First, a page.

One common piece of financial advice that experts like to throw around is to automate your savings. This is all fine and dandy, except people still aren't doing it.
The average American savings rate is hovering at 5.7 percent, not the lowest it's ever been, but close. One of the reasons why is because people either a) hate saving because it feels restrictive or b) really feel like they just don't have extra money to save.
This is where the financial tech industry comes in. In the last few years, people have come up with some amazing apps that are helping Americans automatically save and invest painlessly. Here are a few of my favorites:
Digit is a smartphone app that scans your checking account for any extra money you may have lying around and then automatically transfers it into a savings account.
Their algorithm sees how much money you make versus how much you need to pay your bills. From there, it will pick up a few bucks here and a few cents there to put into your Digit savings account. The idea is that it's money you won't know has gone missing.
In a little over a year, Digit has saved me almost $2,000 that would have sat in my checking account and gotten spent in some way.
Another cool thing about Digit is that all the commands are done via text. They send you a text each day with your account balance and they send you a periodic text that says how much you've saved with the app.
Acorns is similar to Digit in so far as it helps you save small amounts of extra money. The main difference is that it invests that money into index funds. To put how awesome this is into perspective, it was previously nearly impossible to get in the market with such a small amount of money.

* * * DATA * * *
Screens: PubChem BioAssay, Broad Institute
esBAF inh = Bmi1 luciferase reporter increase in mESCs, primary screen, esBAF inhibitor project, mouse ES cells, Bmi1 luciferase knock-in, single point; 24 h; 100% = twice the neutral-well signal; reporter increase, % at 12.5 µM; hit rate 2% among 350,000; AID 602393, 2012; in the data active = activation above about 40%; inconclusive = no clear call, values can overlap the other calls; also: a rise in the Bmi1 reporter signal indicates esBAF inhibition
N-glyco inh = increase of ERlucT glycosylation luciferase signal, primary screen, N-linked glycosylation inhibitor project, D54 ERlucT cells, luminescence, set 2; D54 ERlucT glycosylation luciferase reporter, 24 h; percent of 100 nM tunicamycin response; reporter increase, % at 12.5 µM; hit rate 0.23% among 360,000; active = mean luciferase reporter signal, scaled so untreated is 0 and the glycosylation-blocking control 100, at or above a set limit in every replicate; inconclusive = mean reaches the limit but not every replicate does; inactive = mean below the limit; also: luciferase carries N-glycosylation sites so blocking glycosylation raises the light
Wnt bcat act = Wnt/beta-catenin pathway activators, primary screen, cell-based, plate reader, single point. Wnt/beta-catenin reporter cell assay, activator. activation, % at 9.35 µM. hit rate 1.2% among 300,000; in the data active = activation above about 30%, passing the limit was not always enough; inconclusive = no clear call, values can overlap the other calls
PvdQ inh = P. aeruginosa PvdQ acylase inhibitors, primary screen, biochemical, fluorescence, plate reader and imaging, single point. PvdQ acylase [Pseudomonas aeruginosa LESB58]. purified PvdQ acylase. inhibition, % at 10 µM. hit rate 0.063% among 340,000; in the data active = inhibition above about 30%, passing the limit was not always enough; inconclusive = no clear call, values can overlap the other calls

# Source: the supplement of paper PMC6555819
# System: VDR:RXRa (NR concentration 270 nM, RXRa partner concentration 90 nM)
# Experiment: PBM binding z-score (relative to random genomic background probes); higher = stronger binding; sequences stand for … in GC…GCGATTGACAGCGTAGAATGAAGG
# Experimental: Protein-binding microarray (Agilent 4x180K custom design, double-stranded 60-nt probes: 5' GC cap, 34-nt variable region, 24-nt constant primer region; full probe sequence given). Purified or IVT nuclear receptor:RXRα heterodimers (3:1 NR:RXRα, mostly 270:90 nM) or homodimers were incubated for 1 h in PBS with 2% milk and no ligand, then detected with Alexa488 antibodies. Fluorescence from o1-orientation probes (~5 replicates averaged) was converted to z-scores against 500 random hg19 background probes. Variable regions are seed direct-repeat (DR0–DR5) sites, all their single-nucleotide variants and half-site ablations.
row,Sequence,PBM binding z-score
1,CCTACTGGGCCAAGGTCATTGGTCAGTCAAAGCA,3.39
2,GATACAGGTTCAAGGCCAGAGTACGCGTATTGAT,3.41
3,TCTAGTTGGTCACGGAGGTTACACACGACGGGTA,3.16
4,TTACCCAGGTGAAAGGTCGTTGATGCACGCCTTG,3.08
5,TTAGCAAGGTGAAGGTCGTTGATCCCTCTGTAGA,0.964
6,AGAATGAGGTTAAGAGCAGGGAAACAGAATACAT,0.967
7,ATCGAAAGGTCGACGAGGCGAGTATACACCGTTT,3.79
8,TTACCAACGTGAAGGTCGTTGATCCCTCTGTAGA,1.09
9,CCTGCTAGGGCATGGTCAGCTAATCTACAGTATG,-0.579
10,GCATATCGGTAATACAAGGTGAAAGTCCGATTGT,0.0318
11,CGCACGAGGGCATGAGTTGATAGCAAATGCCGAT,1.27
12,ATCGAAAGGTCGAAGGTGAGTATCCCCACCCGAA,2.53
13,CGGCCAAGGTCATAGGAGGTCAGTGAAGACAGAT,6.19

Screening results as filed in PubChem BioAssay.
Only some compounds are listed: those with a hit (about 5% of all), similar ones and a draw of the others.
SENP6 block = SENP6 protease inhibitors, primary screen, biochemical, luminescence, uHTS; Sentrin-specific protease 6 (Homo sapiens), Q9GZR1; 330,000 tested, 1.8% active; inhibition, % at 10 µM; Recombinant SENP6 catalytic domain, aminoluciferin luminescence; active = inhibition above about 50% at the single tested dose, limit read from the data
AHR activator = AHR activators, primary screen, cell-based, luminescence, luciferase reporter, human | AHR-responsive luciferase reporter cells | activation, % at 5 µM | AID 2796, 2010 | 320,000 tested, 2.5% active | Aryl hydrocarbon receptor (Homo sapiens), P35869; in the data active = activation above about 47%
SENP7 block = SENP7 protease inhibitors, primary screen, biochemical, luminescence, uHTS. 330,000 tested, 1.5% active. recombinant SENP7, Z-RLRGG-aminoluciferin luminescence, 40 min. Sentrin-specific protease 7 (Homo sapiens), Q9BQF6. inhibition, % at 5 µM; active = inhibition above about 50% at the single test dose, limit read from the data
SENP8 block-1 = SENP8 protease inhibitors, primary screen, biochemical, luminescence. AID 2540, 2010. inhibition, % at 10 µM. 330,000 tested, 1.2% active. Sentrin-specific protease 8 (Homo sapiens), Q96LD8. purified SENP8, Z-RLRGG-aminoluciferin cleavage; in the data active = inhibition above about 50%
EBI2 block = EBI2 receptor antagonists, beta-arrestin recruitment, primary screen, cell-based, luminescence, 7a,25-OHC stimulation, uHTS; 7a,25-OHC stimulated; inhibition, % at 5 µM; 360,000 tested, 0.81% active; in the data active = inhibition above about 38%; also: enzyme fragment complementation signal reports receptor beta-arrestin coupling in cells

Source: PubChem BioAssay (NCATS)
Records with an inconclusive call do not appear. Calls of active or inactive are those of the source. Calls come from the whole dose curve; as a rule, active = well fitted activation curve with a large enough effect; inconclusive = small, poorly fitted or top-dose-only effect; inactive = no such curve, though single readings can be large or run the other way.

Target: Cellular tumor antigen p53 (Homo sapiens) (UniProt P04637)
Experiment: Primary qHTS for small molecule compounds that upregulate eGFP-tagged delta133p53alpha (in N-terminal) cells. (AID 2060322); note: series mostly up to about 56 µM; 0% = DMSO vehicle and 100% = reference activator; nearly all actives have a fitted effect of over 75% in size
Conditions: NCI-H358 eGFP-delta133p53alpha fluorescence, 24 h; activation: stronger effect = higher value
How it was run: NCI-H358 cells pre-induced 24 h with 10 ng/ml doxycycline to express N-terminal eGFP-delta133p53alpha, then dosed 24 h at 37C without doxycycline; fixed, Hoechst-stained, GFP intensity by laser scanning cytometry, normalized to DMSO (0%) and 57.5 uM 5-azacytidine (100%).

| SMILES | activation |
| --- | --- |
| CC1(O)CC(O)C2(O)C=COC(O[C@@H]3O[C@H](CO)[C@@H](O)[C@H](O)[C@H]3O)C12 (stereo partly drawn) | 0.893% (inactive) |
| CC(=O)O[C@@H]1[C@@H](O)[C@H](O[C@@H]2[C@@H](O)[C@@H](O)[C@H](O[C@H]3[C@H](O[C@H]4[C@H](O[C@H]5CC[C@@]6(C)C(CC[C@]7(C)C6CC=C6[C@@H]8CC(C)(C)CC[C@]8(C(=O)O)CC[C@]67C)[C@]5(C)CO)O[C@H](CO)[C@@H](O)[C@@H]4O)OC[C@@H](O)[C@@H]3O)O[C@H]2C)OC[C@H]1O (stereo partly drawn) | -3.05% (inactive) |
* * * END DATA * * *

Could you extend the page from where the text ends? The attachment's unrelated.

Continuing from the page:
How it works: You sign up for a free account and then link your checking account. From there, every time you use your checking account, Acorns will invest the amount of money it takes to get to the next dollar.
For example, let's say you bought a pack of gum for $1.75. Acorns would then round to the nearest dollar and put 25 cents into your Acorns account. Once your "round ups" reach $5, Acorns will invest the money into an index fund you chose through their app.
Because I use credit cards to pay for everything in an effort to get points, it's taken me a while to see a significant balance in my Acorns account. However, in about a year Acorns has rounded up $800 worth of spare change that is now being invested into an index fund.
Betterment is what is known as a robo-advisor. In other words, you can use it to automatically invest into index funds and save for retirement.
The reason Betterment is a painless way to save money comes down to their fee structure: Robo-advisors are generally cheaper than more traditional firms (trust me, I did the math). Additionally, you get some of the services a human advisor would provide automatically (i.e. tax loss harvesting and portfolio rebalancing).
The other reason I love Betterment is because it allows me to invest whatever extra money I have into Vanguard funds. With my previous institution, I could directly invest small amounts of money into my desired fund, I would have to wait until I had a few thousand dollars saved up.